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El Camino Del Diablo

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Queen of the Walkabout

Joined: 15 Jan 2004
Articles: 35
Comments: 1
 Posted: 11/12/2004, 1:18 pm

El Camino Del Diablo

Last year I wanted to drive this historic route. Rumors abounded of possible closures, the illegal immigrant problem, drug runners and difficulty getting a permit. I decided I'd better get on the stick and get out there before it was all taken away. My friends Jerry and Debbie offered to meet me at the Yuma end and together explore Tinaja Altas etc. We set the weekend and I had no problem getting the free permit from the nice folks at the Cabeza Prieta Wilderness office out of Ajo.
You have to sign a "hold harmless" agreement that specifies, since you cross an active military area, if a bomb is dropped on you you have no legal recourse.
I had a couple of guide books and one hiking guide. This trip was exploratory and since I was to meet my friends on the other end not much time for hiking.
I set off early out of Gila Bend, picking up my permit from the box at the Refuge in the dark. Then you have to call an 800 number and give your name, rank and serial number and trip plans to an operator. The border patrol and others monitor this area and you can expect to be under some surveillance. Watch where you pee.

Out of Ajo it was a bit confusing to find the right track but I was on my way as the sun came up. First stop at Bates Well, until recently a caretaker lived here. It is also the site of the last rancher to hold onto his land out this way. A couple of structures stand as well as the windmill for the well, a hall mark of all the water sources on this route.
In the old days this developed well was not here. For many miles the only water were natural waterpockets near Tule Well and Tinaja Altas at the far end of this route about 100 miles away. Many people died on this treacherous route, trying to avoid the warring Apaches farther to the north around Gila Bend. Some marked graves can still be seen along this drive, it is chilling knowing there are many more out there.

I drive on thru Growler Pass and admire the lovely rocky low mountains here. The road is rough and rocky, no problem to my stock Jeep Cherokee. Soon you pass onto and through part of Organ Pipe National monument, with the trademark cactii all around. I hiked a bit here to some awesome specimens off the road. This area is beautiful and serene. Unfortunately a closed road nearby is a major smugglers route. I must admit this trip I was very observant of my surroundings the entire time I was out there.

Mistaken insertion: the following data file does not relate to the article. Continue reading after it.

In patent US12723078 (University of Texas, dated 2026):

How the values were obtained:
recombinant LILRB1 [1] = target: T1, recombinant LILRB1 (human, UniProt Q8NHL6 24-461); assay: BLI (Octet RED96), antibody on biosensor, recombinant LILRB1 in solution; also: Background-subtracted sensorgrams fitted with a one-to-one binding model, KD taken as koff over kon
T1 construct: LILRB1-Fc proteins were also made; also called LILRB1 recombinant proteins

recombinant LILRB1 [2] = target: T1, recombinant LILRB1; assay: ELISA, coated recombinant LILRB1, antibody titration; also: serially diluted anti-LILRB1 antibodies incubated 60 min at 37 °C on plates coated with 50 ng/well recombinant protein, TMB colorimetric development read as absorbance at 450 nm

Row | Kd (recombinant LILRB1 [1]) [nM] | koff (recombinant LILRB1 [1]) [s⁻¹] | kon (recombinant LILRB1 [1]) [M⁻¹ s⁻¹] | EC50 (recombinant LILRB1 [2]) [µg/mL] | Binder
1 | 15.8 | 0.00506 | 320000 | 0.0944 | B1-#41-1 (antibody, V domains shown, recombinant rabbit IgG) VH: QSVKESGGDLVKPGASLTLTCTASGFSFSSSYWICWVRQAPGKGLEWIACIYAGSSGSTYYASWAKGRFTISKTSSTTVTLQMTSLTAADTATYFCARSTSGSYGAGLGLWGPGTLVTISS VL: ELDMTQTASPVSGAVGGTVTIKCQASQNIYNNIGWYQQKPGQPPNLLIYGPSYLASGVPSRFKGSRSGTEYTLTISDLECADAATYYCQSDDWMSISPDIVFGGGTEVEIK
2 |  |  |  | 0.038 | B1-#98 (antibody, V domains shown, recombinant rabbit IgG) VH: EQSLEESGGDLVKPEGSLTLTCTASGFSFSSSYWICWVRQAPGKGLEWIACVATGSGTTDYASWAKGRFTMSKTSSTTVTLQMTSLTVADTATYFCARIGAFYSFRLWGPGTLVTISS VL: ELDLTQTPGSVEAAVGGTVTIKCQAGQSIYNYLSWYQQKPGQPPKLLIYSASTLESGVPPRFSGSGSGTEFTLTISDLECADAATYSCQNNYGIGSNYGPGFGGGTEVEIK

A sandy area had some metal grating tracks laid out, very wide wheel base so I suppose for the hummers the border patrol uses. Annoying to try and stay on with the Jeep. Passing out of Organ Pipe I pass Papago Well, with an obvious vehicle camping site with 4 vehicles all with Colorado plates. The mountains in this area are rocky and austere, and beautiful with lots of Saguaros'.
As I drive on I drop through a pass and start across the Pinacate Lava Flow. Careful driving here to avoid sidewall damage to tires. I decide to do a short hike and park the Jeep on an area of "desert pavement" off the road. Before I leave I leave out a gallon jug of water. I feel if anyone needs water they should have it; no matter the circumstances.
I take off cross country and line of sight to a cinder cone on the almost flat plane. In and out of washes, on a flat area of blackened lava rock, I soon approach the base and am treated to lots of yellow flowers blooming out of the black soil. I climb the cinder cone at the gentlest slope I can find, the rock is very sharp. Ahi type lava.

At the top the cone is collapsed in the middle to the ridgeline is like part of a cirque without a lake. Its about 10-12 feet wide at the top. I find lots of tiny white daisy like flowers and a cross someone made laying down and entwined with flowers; its poignant.